Lol, fifty-three minutes? Huh… It generally takes me fifty-three hours, lol. But, this is still a comforting post. I can relate to all of that, to some extent or another.

You know, the best advice is always the the best, and Victoria implies it here: sit butt in chair, keep writing.

Now, if only I can learn that…

Creative Writing with the Crimson League

Screen Shot 2013-08-11 at 8.24.50 AMThe life of a blogger is never done! Blogging is a unique and rewarding hobby (or career for some), and I definitely enjoy it as a hobby.Mostly I enjoy it when reflecting upon posts that I’ve already written, because actually writing a good blog post can be pretty tough.

I’ve noticed that writing a blog post follows–more or less–a rather interesting pattern. I’m sure some of my fellow bloggers can relate! 🙂

  1. THE DETERMINATION PHASE. Thirty minutes, let’s do this thing! I am on fire today and have lots of other stuff to do. I can knock this post out in half an hour or less….
  2. THE SLOW START. I can definitely write this in half an hour. I just need something to write about. So, what’s on my mind? Grief, dang it. I’m still not over how David Tennant’s Doctor left Doctor Who. I watched that, what, two weeks…

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I think there is your voice as a writer, that is your soul, but, like colors, there are different shades and hues. And your voice, Dyane, is definitely all you. And you are developing nicely your different shades and hues.

I don’t think you have to worry about not being a fantasy writer, because I have seen you nail that, and because there is a lot of continuity between genres of speculative fiction. Sure, there are some differences, but not like it used to be, especially with fantasy. And, I feel like, as a reader, your voice has worked, in its own way, for everything you’ve written.

And, I completely get that your mood affects your writing, including style and voice. And, for me, I think a good solution to that is just focusing on the story or scene that would best “channel” that mood. If you’re angry, then write the scene where a character is angry, even if for different reasons. But, the best way this works, is (like you said), is when yeah feel strongly about something, like say injustice. That’s when it really helps to write those scenes that you can relate most to, in your mood (state of mind).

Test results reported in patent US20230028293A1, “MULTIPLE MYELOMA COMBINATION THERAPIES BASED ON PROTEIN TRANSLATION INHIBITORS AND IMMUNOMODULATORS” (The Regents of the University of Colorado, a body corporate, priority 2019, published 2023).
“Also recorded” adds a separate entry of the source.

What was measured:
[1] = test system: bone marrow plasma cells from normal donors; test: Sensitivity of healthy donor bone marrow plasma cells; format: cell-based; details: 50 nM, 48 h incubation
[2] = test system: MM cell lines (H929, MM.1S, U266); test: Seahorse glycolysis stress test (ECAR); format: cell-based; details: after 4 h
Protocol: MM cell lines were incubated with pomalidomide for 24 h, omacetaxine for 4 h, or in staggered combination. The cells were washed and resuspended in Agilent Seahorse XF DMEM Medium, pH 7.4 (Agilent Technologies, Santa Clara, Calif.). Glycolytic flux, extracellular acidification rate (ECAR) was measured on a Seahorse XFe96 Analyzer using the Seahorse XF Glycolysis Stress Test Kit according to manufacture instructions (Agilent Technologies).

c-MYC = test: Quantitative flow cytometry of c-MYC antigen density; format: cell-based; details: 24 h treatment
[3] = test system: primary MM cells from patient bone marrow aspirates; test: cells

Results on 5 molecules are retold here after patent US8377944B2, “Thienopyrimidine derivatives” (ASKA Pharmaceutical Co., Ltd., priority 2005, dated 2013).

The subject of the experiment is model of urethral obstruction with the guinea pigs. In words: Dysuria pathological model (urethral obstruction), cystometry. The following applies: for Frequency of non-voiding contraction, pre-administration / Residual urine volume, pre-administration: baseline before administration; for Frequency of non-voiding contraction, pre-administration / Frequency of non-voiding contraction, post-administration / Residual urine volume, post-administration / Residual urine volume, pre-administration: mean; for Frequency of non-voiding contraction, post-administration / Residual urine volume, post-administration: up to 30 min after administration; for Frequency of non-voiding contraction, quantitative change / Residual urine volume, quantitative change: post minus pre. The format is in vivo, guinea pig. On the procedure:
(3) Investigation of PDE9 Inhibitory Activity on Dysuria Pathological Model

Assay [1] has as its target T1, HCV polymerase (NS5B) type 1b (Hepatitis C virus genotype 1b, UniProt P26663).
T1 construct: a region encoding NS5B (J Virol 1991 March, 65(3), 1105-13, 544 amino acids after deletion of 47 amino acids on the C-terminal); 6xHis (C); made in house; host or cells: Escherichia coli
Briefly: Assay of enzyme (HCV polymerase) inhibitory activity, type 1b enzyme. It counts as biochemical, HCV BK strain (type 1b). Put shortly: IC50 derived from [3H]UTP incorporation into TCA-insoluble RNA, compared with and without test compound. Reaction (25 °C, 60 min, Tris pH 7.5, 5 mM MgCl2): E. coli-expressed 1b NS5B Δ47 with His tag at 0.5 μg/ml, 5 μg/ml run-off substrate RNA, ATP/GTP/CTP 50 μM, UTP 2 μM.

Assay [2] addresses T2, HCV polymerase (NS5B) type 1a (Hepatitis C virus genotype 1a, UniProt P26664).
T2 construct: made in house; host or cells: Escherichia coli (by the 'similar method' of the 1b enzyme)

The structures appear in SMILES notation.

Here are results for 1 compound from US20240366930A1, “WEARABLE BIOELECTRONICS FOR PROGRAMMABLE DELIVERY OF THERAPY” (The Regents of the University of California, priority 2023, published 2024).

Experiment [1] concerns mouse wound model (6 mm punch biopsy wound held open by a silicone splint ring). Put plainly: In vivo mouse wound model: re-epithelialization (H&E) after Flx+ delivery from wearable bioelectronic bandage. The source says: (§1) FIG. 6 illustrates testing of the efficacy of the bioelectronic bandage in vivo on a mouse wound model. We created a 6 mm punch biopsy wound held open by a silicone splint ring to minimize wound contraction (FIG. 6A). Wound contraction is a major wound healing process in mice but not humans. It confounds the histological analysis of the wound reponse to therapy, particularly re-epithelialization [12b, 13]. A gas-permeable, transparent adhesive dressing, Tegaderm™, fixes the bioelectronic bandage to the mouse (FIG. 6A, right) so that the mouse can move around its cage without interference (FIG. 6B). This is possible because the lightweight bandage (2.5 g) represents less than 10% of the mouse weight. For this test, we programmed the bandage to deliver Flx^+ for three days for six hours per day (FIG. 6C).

Lol, another way is harder, but can be more fun. Do like an actor and get yourself into that mood, or thinking about that subject for that scenes (say reading about injustice in the news), or like pick the kind of music that fits that mood.

Lol, I wrote this, not just for you Dyane, but other writers struggling with the same thing 😉

Focus Writing Services

Have you ever stopped to think about why you write what you do? Why you are drawn to certain genres or styles and not to others? Ever think about why your Voice might be more potent or clear in some works than others?

These are questions I have been pondering for a long time, ever since a writer friend, after reading one of my stories, mentioned how my Voice always came through loud and clear. At the time, I had thought this was great. Like, finally, my writer’s fingerprint was showing through in my work. I also took this as a great compliment, especially after I had been told a while ago that I didn’t have a Voice. But then I started to think: did this mean that all my stories sounded the same? Would readers become bored when they picked up a new story because my work had become…

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A compelling interview with a very real and unique writer. This was inspiring to me in many ways.

Great interview with the beautiful Adrianna Joleigh 😀

Ah, here shadows you really should fear. Nadia does, for she knows what we cannot see, and fears it.

Adrianna Joleigh brings beauty to the dark and fear.



Although, Nadia hadn’t heard the phantom speak for hours, and no longer sensed a threat present, she felt defenseless in her new environment. She walked around the room searching for anything of hers she recognized. No bags or trinkets, nor pictures nearby. Except for the blood spatter, the cement walls were bare. A white radiator sat beneath the window, cold to the touch. The small bed contained only a flat pillow, and a white thin fitted sheet with blue stripes and a wool blanket, with the initials embroidered on them.

 A.A.? Who is A.A.?

She walked around the room covering every square foot, and noticed a small cabinet adjacent to the steel door. Once opening the cabinet, she thumbed through the folded linens and empty hangers. A small stuffed bear sat on the top shelf. One eye was missing, and its fur matted. She picked it up…

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